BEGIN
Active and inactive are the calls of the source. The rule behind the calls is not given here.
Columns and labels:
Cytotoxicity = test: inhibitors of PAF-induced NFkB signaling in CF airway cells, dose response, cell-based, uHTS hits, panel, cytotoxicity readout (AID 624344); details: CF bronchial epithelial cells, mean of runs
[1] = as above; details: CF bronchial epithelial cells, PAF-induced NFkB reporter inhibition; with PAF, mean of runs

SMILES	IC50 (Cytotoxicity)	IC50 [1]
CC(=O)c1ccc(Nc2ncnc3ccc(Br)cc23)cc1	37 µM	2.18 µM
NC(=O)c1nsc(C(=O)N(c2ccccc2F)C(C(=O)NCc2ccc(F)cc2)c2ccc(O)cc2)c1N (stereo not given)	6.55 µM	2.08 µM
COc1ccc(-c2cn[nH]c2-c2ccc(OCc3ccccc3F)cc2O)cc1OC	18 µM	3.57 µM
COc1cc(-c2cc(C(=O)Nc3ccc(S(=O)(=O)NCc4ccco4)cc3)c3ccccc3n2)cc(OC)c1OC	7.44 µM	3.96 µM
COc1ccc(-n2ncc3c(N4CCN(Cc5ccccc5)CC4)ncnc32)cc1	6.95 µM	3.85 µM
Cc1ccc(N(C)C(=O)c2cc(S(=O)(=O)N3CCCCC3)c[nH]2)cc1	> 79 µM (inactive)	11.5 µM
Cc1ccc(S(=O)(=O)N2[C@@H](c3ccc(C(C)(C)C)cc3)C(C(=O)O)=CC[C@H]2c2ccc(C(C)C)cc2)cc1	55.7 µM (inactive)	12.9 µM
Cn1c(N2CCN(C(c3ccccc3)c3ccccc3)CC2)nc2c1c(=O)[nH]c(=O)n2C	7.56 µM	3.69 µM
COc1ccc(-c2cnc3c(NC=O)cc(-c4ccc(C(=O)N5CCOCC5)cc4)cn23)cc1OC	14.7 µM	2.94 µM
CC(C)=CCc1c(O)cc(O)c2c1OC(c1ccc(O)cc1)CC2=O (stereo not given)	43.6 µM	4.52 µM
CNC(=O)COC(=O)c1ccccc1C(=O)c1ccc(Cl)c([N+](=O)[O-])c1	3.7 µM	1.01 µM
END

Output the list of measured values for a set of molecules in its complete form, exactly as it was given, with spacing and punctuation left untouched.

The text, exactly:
Active and inactive are the calls of the source. The rule behind the calls is not given here.
Columns and labels:
Cytotoxicity = test: inhibitors of PAF-induced NFkB signaling in CF airway cells, dose response, cell-based, uHTS hits, panel, cytotoxicity readout (AID 624344); details: CF bronchial epithelial cells, mean of runs
[1] = as above; details: CF bronchial epithelial cells, PAF-induced NFkB reporter inhibition; with PAF, mean of runs

SMILES	IC50 (Cytotoxicity)	IC50 [1]
CC(=O)c1ccc(Nc2ncnc3ccc(Br)cc23)cc1	37 µM	2.18 µM
NC(=O)c1nsc(C(=O)N(c2ccccc2F)C(C(=O)NCc2ccc(F)cc2)c2ccc(O)cc2)c1N (stereo not given)	6.55 µM	2.08 µM
COc1ccc(-c2cn[nH]c2-c2ccc(OCc3ccccc3F)cc2O)cc1OC	18 µM	3.57 µM
COc1cc(-c2cc(C(=O)Nc3ccc(S(=O)(=O)NCc4ccco4)cc3)c3ccccc3n2)cc(OC)c1OC	7.44 µM	3.96 µM
COc1ccc(-n2ncc3c(N4CCN(Cc5ccccc5)CC4)ncnc32)cc1	6.95 µM	3.85 µM
Cc1ccc(N(C)C(=O)c2cc(S(=O)(=O)N3CCCCC3)c[nH]2)cc1	> 79 µM (inactive)	11.5 µM
Cc1ccc(S(=O)(=O)N2[C@@H](c3ccc(C(C)(C)C)cc3)C(C(=O)O)=CC[C@H]2c2ccc(C(C)C)cc2)cc1	55.7 µM (inactive)	12.9 µM
Cn1c(N2CCN(C(c3ccccc3)c3ccccc3)CC2)nc2c1c(=O)[nH]c(=O)n2C	7.56 µM	3.69 µM
COc1ccc(-c2cnc3c(NC=O)cc(-c4ccc(C(=O)N5CCOCC5)cc4)cn23)cc1OC	14.7 µM	2.94 µM
CC(C)=CCc1c(O)cc(O)c2c1OC(c1ccc(O)cc1)CC2=O (stereo not given)	43.6 µM	4.52 µM
CNC(=O)COC(=O)c1ccccc1C(=O)c1ccc(Cl)c([N+](=O)[O-])c1	3.7 µM	1.01 µM